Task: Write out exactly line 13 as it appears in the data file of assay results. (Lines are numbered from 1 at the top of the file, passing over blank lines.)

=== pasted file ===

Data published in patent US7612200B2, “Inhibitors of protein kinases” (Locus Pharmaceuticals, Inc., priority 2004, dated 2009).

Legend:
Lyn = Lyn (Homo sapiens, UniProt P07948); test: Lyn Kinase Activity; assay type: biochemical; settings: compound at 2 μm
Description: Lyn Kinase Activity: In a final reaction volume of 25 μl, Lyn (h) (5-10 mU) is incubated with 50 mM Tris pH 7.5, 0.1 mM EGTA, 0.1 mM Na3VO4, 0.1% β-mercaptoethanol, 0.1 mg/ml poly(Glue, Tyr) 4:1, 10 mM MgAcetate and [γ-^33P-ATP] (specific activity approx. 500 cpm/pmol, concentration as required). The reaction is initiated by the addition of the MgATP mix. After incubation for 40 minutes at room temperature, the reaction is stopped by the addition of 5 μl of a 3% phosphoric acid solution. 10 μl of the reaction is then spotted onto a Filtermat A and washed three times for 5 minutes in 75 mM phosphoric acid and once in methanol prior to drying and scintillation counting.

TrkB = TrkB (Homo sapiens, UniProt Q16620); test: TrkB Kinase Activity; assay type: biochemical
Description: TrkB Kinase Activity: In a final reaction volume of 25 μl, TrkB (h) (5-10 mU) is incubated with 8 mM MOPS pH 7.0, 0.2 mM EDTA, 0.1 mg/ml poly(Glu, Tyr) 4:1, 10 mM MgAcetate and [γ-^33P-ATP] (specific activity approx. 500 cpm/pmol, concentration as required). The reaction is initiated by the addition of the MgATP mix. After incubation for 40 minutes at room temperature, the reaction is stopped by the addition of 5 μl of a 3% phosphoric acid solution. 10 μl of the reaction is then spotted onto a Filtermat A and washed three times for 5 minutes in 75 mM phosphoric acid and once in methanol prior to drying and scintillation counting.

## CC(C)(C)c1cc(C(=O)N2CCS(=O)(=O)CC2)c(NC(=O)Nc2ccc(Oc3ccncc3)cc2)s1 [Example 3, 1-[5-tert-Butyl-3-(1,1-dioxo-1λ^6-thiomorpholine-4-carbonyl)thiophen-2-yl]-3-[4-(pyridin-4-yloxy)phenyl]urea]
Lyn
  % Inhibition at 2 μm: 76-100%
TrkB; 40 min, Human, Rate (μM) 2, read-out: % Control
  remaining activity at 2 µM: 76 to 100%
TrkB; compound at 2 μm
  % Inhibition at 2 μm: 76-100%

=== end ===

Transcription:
  % Inhibition at 2 μm: 76-100%